- Improve pedagogy for all students through incorporating principles of Universal Design for Learning (UDL).
- At the same time, remember that there is no such thing as a perfect, universally accessible design. Sometimes, one person’s accommodation may become another person’s barrier to inclusion.
Steps Toward an Accessible Syllabus
Consider condensing and redesigning the syllabus that you distribute on the first day into a “Syllabus Highlights” document, narrowing the focus to the things that students need to know about your course right away, and shifting dense/boilerplate text and information that won’t be needed until later in the semester to another location (online and/or in Blackboard).
Jump-start your redesign process by using a template (ex. the “newsletter”-style templates included in word processing apps such as Google Docs or Pages). These templates can help you include images, lay out information attractively, and force you to condense verbiage to fit within the constraints. Considering some of the best principles for accessible webpages can also help you make decisions about fonts and typography for your syllabus.
Note that you may also want to include a diversity statement and a land acknowledgment statement on your syllabus.
Example Accessibility Statement:
I assume that all of us learn in different ways. If there are circumstances that may affect your performance in this class, please talk to me so that we can work together to develop strategies for accommodations that will satisfy both your learning needs and the requirements of the course. Whether or not you have a documented disability, there are many support services that are available to all students.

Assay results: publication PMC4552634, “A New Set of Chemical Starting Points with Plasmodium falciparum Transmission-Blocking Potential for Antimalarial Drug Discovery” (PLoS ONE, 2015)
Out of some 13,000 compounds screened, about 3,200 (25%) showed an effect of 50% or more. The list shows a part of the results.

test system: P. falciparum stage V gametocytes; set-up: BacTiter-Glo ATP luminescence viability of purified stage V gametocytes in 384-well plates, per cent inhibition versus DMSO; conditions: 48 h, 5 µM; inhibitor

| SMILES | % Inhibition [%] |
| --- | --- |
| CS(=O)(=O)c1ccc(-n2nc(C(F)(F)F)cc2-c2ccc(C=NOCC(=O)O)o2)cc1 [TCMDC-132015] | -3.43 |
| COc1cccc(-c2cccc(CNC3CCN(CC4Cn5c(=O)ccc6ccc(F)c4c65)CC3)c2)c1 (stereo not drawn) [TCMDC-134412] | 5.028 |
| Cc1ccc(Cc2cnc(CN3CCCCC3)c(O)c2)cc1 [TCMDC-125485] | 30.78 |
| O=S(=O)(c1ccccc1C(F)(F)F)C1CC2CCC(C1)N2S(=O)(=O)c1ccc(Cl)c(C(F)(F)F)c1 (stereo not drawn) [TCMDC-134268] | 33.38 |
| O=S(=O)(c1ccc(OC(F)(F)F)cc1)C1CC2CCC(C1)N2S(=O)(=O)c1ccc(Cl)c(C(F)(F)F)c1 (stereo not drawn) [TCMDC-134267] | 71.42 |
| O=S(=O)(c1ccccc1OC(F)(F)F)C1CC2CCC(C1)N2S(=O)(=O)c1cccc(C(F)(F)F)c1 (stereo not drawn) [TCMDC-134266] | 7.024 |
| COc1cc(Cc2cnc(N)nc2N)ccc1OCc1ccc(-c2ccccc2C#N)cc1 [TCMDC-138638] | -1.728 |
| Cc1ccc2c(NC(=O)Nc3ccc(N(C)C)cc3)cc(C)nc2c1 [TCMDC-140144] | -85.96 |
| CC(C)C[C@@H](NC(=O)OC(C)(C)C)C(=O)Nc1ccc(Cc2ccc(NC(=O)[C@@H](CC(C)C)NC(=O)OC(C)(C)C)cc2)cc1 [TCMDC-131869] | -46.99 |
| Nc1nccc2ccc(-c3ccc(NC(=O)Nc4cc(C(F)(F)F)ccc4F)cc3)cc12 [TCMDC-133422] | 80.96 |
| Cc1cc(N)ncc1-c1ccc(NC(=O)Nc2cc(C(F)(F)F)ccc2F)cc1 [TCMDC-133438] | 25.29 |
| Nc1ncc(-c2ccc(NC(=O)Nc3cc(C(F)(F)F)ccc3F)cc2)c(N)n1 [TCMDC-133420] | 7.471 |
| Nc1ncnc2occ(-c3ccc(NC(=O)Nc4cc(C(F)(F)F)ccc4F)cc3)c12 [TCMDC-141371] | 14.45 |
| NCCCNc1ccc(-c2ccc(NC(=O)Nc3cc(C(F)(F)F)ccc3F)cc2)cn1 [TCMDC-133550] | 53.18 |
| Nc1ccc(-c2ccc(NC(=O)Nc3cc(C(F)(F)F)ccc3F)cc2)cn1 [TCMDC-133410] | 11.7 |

Disability and Access Services is the office responsible for assisting students with disabilities. If you have a disability that interferes with your learning (whether visible or invisible, physical or mental), you are encouraged to register with this office. Disability and Access Services will work with you to provide accessibility aids and/or determine appropriate accommodations for your courses, such as staggered homework assignments or note-taking assistance. This office will give you a letter outlining the accommodations you need that you can share with your instructors; specific information about your disability will remain private.
If you have any questions about accommodation, or what constitutes a disability, I invite you to speak with me, or to Disability and Access Services. You can contact them by email (firstname.lastname@example.org), phone (617-353-3658) or on their website.
Example Attendance Policy:
Since this course is a seminar, your regular attendance and in-class participation are essential both to your own learning and to your classmates’ learning. Because life happens, you may miss up to [#] classes without penalty. Under ordinary circumstances, missing more than one week of class will lower your final grade, and missing more than two weeks of class may lead to a failing grade in the course. These absences need not be consecutive. Note that I do not typically distinguish between excused and unexcused absences, so be careful to save your allowed absences for when you need them.